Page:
After two years without significant snowfall, especially in the lowlands of Western Washington, forecasters at the National Weather Service are offering hope for winter sports enthusiasts.
Danny Mercer, a meteorologist at the weather service’s Seattle office, said this year is shaping up as a “neutral winter,” without the classic weather patterns known as El Niño and La Niña, but one that holds promise for a more wintry winter in Whatcom County.
“Basically, the La Niña pattern looks pretty marginal,” Mercer said in a phone interview Tuesday, Oct. 4. “Waters are cooling. It looks like a 40 percent chance of a La Niña this year, and zero percent chance of El Niño. It looks more like it could be a neutral year this year.”
It is likely to be cooler than last year, with the snow levels lower.”
Danny Mercer, National Weather Service
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Mercer said that forecast is based on measurements of surface water temperatures in the equatorial Pacific off the coast of Chile, which can influence the weather across North America. Water temperatures there have dipped by only 0.3 degrees. Warmer waters portend an El Niño and cooler waters produce a La Niña.
“Because of the transition, there might be a better chance of (lowland) snow,” Mercer said. “We don’t go very long without getting some snow. For the mountain snowpack, they’re kind of expecting about average.”
Neutral years are common, despite the emphasis on El Niño and La Niña, which are often blamed for significant weather events, Mercer said. The Holiday Blast in 1996, a snow emergency that dropped more than 2 feet of snow locally, and a heavy lowland snowfall in 2008 both occurred in neutral years.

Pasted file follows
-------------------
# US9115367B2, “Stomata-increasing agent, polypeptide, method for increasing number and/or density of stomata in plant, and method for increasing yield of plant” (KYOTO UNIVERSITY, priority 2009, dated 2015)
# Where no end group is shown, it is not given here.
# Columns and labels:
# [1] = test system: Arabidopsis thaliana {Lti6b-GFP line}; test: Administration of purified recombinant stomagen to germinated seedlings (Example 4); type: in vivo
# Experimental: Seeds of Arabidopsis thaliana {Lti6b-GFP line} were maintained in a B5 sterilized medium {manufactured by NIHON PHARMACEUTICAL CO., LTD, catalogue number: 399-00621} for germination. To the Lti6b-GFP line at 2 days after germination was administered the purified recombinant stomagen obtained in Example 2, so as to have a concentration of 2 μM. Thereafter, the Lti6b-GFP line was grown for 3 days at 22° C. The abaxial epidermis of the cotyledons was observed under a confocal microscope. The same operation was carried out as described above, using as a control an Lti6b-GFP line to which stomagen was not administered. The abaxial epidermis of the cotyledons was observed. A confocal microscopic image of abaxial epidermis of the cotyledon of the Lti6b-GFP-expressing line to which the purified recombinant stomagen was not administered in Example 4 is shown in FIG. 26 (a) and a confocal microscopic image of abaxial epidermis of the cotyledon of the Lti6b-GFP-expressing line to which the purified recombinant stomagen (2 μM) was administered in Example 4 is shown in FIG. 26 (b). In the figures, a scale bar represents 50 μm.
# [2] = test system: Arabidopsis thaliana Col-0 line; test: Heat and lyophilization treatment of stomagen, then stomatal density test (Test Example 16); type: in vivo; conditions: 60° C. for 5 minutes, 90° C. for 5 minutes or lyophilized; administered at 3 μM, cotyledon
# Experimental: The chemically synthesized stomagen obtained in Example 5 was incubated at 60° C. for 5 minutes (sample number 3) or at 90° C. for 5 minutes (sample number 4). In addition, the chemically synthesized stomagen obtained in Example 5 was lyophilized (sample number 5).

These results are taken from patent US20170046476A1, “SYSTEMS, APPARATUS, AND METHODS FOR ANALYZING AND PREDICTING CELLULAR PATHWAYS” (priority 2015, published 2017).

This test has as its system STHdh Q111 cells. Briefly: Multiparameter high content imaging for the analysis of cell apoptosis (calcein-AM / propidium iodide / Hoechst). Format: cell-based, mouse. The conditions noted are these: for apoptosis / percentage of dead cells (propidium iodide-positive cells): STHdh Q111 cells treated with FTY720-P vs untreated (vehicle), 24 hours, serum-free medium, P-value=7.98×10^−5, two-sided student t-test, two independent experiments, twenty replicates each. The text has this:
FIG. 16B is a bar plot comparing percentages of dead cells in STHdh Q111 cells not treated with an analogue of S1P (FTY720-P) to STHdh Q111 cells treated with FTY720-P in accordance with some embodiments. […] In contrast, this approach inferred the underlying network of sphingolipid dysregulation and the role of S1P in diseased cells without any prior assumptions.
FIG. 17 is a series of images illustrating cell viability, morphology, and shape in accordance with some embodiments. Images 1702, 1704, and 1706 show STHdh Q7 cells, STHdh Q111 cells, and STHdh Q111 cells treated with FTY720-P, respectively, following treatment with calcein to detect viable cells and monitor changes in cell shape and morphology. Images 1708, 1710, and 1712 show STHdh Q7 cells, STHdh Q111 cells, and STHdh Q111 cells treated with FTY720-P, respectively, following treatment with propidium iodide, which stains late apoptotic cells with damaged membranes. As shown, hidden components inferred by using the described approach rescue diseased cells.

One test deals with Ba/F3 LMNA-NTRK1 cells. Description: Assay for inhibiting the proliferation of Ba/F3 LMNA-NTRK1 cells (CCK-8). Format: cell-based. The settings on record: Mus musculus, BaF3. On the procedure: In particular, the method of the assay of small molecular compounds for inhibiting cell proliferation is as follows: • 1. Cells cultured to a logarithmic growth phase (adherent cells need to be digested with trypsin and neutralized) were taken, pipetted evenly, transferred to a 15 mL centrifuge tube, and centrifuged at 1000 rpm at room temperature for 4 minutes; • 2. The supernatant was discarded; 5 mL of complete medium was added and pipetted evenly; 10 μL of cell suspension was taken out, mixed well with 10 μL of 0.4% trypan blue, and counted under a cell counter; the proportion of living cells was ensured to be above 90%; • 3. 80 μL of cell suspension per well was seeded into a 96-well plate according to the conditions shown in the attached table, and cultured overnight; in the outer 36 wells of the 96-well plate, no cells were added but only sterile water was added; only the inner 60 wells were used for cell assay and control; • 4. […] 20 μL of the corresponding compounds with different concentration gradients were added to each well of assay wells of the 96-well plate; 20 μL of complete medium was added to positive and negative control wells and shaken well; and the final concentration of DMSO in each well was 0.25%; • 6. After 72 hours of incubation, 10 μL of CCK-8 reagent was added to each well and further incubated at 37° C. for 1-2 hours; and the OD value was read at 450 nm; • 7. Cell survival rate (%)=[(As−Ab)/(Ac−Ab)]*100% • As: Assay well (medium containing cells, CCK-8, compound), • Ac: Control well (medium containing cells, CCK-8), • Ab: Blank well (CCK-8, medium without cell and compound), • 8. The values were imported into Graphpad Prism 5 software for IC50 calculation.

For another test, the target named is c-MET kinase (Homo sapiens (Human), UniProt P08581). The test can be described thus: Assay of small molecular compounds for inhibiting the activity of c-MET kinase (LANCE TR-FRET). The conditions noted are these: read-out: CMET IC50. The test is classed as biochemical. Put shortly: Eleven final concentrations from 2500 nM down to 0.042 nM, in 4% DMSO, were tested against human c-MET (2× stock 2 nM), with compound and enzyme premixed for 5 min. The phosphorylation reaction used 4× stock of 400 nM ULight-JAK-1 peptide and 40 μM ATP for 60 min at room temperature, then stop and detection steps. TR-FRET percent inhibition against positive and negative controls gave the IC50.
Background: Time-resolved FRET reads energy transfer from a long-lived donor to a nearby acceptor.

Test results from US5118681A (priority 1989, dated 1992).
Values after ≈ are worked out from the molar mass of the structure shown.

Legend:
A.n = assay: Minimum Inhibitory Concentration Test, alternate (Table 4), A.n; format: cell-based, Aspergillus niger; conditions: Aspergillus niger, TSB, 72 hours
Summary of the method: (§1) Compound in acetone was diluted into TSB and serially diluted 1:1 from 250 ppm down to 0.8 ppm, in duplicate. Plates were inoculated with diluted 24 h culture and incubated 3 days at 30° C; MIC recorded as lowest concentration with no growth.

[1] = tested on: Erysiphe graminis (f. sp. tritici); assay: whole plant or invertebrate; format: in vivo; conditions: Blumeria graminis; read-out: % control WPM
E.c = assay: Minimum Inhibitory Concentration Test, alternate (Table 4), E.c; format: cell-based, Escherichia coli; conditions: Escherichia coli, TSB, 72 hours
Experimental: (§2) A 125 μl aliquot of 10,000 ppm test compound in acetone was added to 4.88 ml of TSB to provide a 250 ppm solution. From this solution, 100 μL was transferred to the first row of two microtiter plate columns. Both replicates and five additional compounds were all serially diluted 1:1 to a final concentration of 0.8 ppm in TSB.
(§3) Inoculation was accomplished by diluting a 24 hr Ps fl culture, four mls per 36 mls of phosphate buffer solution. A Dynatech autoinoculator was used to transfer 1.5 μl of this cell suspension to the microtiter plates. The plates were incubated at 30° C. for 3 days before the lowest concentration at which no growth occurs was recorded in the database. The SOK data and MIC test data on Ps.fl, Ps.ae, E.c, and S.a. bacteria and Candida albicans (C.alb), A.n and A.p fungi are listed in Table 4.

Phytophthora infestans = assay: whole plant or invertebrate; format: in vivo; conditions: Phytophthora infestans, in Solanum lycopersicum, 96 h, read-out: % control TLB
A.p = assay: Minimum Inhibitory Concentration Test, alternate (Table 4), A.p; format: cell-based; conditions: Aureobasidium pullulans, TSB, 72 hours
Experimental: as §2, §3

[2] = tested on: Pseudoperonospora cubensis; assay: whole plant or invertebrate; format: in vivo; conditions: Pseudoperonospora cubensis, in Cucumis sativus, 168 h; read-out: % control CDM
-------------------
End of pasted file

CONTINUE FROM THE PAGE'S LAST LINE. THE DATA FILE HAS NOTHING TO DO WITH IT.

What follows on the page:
“Neutral years don’t mean that we don’t get any weather,” Mercer said. “Neutral years are the most common for flooding.”
About the only weather variable that remains in the weather service’s long-range forecast is the so-called Warm Blob of ocean water parked off the Northwest. But that appears to be cooling, Mercer said.
The Holiday Blast, a snow emergency that dropped more than 2 feet of snow locally in 1996, and a heavy lowland snowfall in 2008 both occurred in neutral years.
“This year, we are expecting temperatures to stay above average through October with average precipitation,” Mercer said. “In the mid-winter period, January into March, we’re looking at near-average temperatures and near-average precipitation.”
Mercer said Western Washington residents should expect some windstorms and flooding in the fall, which are common seasonal events.
“It is likely to be cooler than last year, with the snow levels lower. Last year was really wet, but it was warm at times. This year, we might get a little more winter, maybe. It should be a little more wintry than last year.”
That should be good news for the operators of mountain resorts, including the Mt. Baker Ski Area, which was forced to cancel its signature Giant Banked Slalom snowboarding competition in 2015 because of lack of snow.